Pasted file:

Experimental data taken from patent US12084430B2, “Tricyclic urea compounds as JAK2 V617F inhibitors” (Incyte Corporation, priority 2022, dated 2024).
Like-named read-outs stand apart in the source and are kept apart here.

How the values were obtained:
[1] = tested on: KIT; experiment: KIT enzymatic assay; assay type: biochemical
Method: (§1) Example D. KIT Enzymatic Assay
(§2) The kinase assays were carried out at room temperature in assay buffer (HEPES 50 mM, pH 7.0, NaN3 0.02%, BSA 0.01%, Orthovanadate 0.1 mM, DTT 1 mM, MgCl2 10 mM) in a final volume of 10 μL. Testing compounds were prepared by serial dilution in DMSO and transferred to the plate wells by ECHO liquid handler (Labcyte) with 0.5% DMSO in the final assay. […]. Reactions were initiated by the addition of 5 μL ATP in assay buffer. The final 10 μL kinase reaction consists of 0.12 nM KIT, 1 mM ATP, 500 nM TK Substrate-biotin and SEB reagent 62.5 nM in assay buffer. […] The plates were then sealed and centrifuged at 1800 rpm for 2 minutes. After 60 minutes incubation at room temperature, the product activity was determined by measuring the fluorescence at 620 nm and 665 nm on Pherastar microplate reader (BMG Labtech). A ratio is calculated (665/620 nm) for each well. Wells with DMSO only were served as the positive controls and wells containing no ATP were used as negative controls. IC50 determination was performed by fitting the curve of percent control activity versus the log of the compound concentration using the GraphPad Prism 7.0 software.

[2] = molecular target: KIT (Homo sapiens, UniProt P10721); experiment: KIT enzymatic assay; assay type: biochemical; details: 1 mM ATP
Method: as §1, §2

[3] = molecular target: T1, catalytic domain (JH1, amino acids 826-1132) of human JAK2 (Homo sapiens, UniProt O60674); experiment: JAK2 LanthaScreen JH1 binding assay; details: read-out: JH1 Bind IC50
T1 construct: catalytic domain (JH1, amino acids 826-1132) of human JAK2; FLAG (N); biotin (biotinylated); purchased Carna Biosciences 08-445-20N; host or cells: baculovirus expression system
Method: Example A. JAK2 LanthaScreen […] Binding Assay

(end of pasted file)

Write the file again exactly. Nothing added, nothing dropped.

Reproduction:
Experimental data taken from patent US12084430B2, “Tricyclic urea compounds as JAK2 V617F inhibitors” (Incyte Corporation, priority 2022, dated 2024).
Like-named read-outs stand apart in the source and are kept apart here.

How the values were obtained:
[1] = tested on: KIT; experiment: KIT enzymatic assay; assay type: biochemical
Method: (§1) Example D. KIT Enzymatic Assay
(§2) The kinase assays were carried out at room temperature in assay buffer (HEPES 50 mM, pH 7.0, NaN3 0.02%, BSA 0.01%, Orthovanadate 0.1 mM, DTT 1 mM, MgCl2 10 mM) in a final volume of 10 μL. Testing compounds were prepared by serial dilution in DMSO and transferred to the plate wells by ECHO liquid handler (Labcyte) with 0.5% DMSO in the final assay. […]. Reactions were initiated by the addition of 5 μL ATP in assay buffer. The final 10 μL kinase reaction consists of 0.12 nM KIT, 1 mM ATP, 500 nM TK Substrate-biotin and SEB reagent 62.5 nM in assay buffer. […] The plates were then sealed and centrifuged at 1800 rpm for 2 minutes. After 60 minutes incubation at room temperature, the product activity was determined by measuring the fluorescence at 620 nm and 665 nm on Pherastar microplate reader (BMG Labtech). A ratio is calculated (665/620 nm) for each well. Wells with DMSO only were served as the positive controls and wells containing no ATP were used as negative controls. IC50 determination was performed by fitting the curve of percent control activity versus the log of the compound concentration using the GraphPad Prism 7.0 software.

[2] = molecular target: KIT (Homo sapiens, UniProt P10721); experiment: KIT enzymatic assay; assay type: biochemical; details: 1 mM ATP
Method: as §1, §2

[3] = molecular target: T1, catalytic domain (JH1, amino acids 826-1132) of human JAK2 (Homo sapiens, UniProt O60674); experiment: JAK2 LanthaScreen JH1 binding assay; details: read-out: JH1 Bind IC50
T1 construct: catalytic domain (JH1, amino acids 826-1132) of human JAK2; FLAG (N); biotin (biotinylated); purchased Carna Biosciences 08-445-20N; host or cells: baculovirus expression system
Method: Example A. JAK2 LanthaScreen […] Binding Assay